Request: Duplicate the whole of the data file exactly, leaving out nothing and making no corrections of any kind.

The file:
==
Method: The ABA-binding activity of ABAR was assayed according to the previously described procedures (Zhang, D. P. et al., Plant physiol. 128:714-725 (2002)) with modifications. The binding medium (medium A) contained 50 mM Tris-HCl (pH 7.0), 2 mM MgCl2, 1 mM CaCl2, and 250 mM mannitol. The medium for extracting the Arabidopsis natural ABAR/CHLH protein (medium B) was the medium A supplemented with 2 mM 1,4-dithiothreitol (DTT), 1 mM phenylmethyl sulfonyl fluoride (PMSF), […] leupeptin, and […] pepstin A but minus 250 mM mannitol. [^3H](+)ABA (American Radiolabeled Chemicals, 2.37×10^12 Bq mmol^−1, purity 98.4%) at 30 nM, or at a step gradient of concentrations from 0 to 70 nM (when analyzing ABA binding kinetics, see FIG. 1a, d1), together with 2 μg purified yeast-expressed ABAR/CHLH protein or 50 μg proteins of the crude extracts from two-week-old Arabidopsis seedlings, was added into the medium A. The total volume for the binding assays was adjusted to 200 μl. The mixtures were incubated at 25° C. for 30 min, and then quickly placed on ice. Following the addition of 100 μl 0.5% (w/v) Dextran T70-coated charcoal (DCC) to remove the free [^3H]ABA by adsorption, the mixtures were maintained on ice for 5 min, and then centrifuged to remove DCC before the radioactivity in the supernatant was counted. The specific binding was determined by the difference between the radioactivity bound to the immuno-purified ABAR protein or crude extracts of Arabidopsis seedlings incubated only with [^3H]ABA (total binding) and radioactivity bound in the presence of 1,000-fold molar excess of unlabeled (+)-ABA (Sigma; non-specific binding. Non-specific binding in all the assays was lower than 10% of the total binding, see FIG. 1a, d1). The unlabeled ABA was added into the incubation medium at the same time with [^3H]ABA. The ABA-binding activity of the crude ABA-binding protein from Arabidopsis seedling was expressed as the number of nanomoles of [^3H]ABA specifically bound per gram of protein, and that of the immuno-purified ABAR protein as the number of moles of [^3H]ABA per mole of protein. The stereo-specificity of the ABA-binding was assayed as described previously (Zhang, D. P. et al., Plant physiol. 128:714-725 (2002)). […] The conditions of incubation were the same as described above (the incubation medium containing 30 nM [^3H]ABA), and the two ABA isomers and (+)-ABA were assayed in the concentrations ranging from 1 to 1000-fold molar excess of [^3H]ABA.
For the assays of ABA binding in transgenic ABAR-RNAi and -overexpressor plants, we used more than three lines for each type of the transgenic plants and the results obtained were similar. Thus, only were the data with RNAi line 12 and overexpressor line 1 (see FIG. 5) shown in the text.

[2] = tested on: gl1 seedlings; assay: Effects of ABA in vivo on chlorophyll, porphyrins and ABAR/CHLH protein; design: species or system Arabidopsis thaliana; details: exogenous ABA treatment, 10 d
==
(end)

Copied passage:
Method: The ABA-binding activity of ABAR was assayed according to the previously described procedures (Zhang, D. P. et al., Plant physiol. 128:714-725 (2002)) with modifications. The binding medium (medium A) contained 50 mM Tris-HCl (pH 7.0), 2 mM MgCl2, 1 mM CaCl2, and 250 mM mannitol. The medium for extracting the Arabidopsis natural ABAR/CHLH protein (medium B) was the medium A supplemented with 2 mM 1,4-dithiothreitol (DTT), 1 mM phenylmethyl sulfonyl fluoride (PMSF), […] leupeptin, and […] pepstin A but minus 250 mM mannitol. [^3H](+)ABA (American Radiolabeled Chemicals, 2.37×10^12 Bq mmol^−1, purity 98.4%) at 30 nM, or at a step gradient of concentrations from 0 to 70 nM (when analyzing ABA binding kinetics, see FIG. 1a, d1), together with 2 μg purified yeast-expressed ABAR/CHLH protein or 50 μg proteins of the crude extracts from two-week-old Arabidopsis seedlings, was added into the medium A. The total volume for the binding assays was adjusted to 200 μl. The mixtures were incubated at 25° C. for 30 min, and then quickly placed on ice. Following the addition of 100 μl 0.5% (w/v) Dextran T70-coated charcoal (DCC) to remove the free [^3H]ABA by adsorption, the mixtures were maintained on ice for 5 min, and then centrifuged to remove DCC before the radioactivity in the supernatant was counted. The specific binding was determined by the difference between the radioactivity bound to the immuno-purified ABAR protein or crude extracts of Arabidopsis seedlings incubated only with [^3H]ABA (total binding) and radioactivity bound in the presence of 1,000-fold molar excess of unlabeled (+)-ABA (Sigma; non-specific binding. Non-specific binding in all the assays was lower than 10% of the total binding, see FIG. 1a, d1). The unlabeled ABA was added into the incubation medium at the same time with [^3H]ABA. The ABA-binding activity of the crude ABA-binding protein from Arabidopsis seedling was expressed as the number of nanomoles of [^3H]ABA specifically bound per gram of protein, and that of the immuno-purified ABAR protein as the number of moles of [^3H]ABA per mole of protein. The stereo-specificity of the ABA-binding was assayed as described previously (Zhang, D. P. et al., Plant physiol. 128:714-725 (2002)). […] The conditions of incubation were the same as described above (the incubation medium containing 30 nM [^3H]ABA), and the two ABA isomers and (+)-ABA were assayed in the concentrations ranging from 1 to 1000-fold molar excess of [^3H]ABA.
For the assays of ABA binding in transgenic ABAR-RNAi and -overexpressor plants, we used more than three lines for each type of the transgenic plants and the results obtained were similar. Thus, only were the data with RNAi line 12 and overexpressor line 1 (see FIG. 5) shown in the text.

[2] = tested on: gl1 seedlings; assay: Effects of ABA in vivo on chlorophyll, porphyrins and ABAR/CHLH protein; design: species or system Arabidopsis thaliana; details: exogenous ABA treatment, 10 d